Sleep Quality and Training Intensity in Soccer Players: Exploring Weekly Variations and Relationships


Creative Commons License

Silva A. F., Oliveira R., Akyildiz Z., Yıldız M., Ocak Y., GÜNAY M., ...More

Applied Sciences (Switzerland), vol.12, no.6, 2022 (SCI-Expanded) identifier identifier

  • Publication Type: Article / Article
  • Volume: 12 Issue: 6
  • Publication Date: 2022
  • Doi Number: 10.3390/app12062791
  • Journal Name: Applied Sciences (Switzerland)
  • Journal Indexes: Science Citation Index Expanded (SCI-EXPANDED), Scopus, Aerospace Database, Agricultural & Environmental Science Database, Applied Science & Technology Source, Communication Abstracts, INSPEC, Metadex, Directory of Open Access Journals, Civil Engineering Abstracts
  • Keywords: sleep, exercise, youth sports, football, WELLNESS, RECOVERY, LOAD, PERFORMANCE, PRESEASON, QUANTITY, DIARY
  • Gazi University Affiliated: Yes

Abstract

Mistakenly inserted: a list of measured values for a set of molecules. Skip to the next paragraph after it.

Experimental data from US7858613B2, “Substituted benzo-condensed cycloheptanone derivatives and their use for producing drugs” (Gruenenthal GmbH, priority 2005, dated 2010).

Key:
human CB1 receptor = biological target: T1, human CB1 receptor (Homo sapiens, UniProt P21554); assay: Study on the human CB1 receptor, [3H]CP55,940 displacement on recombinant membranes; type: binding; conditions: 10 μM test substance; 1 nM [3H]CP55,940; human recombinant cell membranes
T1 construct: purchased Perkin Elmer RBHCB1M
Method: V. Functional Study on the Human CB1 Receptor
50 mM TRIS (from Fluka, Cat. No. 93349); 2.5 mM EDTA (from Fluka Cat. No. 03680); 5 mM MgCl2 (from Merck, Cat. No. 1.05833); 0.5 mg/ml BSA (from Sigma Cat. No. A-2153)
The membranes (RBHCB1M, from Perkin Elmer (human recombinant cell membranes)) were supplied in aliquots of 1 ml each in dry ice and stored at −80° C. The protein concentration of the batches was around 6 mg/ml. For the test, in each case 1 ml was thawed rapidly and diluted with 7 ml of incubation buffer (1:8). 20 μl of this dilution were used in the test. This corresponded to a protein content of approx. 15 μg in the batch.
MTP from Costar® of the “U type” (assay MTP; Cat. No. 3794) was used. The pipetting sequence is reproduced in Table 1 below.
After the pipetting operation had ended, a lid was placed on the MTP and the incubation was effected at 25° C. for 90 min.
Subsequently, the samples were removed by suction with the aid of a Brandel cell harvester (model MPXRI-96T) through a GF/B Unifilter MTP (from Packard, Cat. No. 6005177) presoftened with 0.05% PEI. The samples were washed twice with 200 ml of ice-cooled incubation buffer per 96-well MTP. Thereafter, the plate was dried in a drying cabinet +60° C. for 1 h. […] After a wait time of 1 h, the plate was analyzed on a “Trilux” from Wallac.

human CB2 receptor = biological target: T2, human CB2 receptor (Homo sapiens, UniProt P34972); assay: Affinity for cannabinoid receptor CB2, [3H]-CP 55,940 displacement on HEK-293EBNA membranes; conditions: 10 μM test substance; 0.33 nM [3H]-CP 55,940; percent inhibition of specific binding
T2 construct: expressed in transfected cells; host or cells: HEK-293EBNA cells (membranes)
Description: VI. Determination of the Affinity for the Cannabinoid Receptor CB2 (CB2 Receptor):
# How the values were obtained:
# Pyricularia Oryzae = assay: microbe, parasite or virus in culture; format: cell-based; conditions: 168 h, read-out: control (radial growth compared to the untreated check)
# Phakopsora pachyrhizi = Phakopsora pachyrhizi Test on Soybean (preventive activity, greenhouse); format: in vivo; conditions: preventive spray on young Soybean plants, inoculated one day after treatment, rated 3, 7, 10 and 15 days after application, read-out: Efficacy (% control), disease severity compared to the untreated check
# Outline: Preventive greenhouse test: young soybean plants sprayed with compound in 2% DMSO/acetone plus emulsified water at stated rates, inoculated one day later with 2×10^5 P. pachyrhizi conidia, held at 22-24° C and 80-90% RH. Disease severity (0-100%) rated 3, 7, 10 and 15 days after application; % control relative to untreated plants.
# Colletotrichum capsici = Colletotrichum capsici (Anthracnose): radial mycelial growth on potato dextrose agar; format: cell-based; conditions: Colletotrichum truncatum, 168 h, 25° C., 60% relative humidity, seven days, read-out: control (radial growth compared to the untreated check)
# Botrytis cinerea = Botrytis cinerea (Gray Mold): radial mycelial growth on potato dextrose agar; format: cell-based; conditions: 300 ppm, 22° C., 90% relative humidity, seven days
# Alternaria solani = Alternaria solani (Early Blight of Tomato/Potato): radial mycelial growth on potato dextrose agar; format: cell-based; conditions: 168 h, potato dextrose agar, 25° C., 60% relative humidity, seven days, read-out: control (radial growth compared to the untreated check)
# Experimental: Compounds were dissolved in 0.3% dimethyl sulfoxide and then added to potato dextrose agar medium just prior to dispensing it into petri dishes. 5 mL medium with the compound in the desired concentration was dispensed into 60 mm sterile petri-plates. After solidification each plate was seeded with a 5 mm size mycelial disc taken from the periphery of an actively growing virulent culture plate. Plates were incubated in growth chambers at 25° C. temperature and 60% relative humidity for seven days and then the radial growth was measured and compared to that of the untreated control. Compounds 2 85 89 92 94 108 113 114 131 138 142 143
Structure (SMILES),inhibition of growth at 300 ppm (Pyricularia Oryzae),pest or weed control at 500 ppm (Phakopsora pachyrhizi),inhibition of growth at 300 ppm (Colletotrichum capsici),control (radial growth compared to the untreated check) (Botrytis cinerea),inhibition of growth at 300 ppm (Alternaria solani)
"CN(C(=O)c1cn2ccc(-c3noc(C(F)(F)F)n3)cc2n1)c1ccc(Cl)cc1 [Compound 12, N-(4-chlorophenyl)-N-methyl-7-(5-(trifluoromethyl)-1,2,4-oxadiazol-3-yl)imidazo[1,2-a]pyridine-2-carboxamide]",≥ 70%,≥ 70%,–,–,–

© 2022 by the authors. Licensee MDPI, Basel, Switzerland.The aim of this study was twofold: it (i) analyzed the weekly variations of sleep quality and training intensity of youth soccer players and (ii) analyzed the relationships between sleep quality and training intensity. This study followed an observational design. Twenty men youth players (age: 18.81 ± 0.41 years) were monitored daily over two weeks for sleep quality and training intensity. Sleep quality was measured daily using the 15-item consensus sleep diary. The training intensity was measured daily using the CR-10 Borg’s scale as a measure of rate of perceived exertion (RPE); a heart rate (HR) sensor was used to measure minimum, average and peak; a global positioning system (GPS) was used for measuring the total distance covered and distances covered at different speed thresholds. Repeated measures ANOVA was used to analyze the weekly variations of sleep quality and training intensity. The Pearson correlation test was executed to analyze the relationships between sleep quality and training intensity. Repeated measures ANOVA revealed significant within-week variations in sleep duration (hours) (p = 0.043), quality of sleep (p = 0.035), RPE (p = 0.007), session-RPE (p = 0.011), HRminimum (p = 0.027), HRpeak (p = 0.005), total distance (p < 0.001), pace (p < 0.002), distance covered at 3.00–6.99 km/h (p < 0.001), distance covered at 7.00–10.99 km/h (p < 0.001), distance covered at 11.00–14.99 km/h (p < 0.001), distance covered at 15.00–18.99 km/h (p < 0.001) and distance covered at >19.00 km/h (p < 0.001). Significant small correlations were found between sleep duration before training and session-RPE (r = 0.252), total distance (r = 0.205), distance covered at 3.00–6.99 km/h (r = 0.209) and distance covered at 7.00–10.99 km/h (r = 0.265). Significant small correlations were found between session-RPE and sleep duration after (r = 0.233), total distance and quality of sleep after (r = 0.198), distance at 3.00–6.99 km/h and quality of sleep after training (r = 0.220), distance covered at >19.00 km/h and quality of sleep after training (r = 0.286), session duration and rested feeling after training (r = 0.227), total distance and rested feeling after training (r = 0.202), distance covered at 11.00–14.99 km/h and rested feeling after training (r = 0.222) and distance covered at >19.00 km/h and rested feeling after training (r = 0.214). In conclusion, sleep duration was longer in the training sessions during the middle of the week; the training intensity was also greater (485.8 ± 56.8 A.U.). Moreover, sleep outcomes after training were slightly correlated with both physiological and locomotor demands.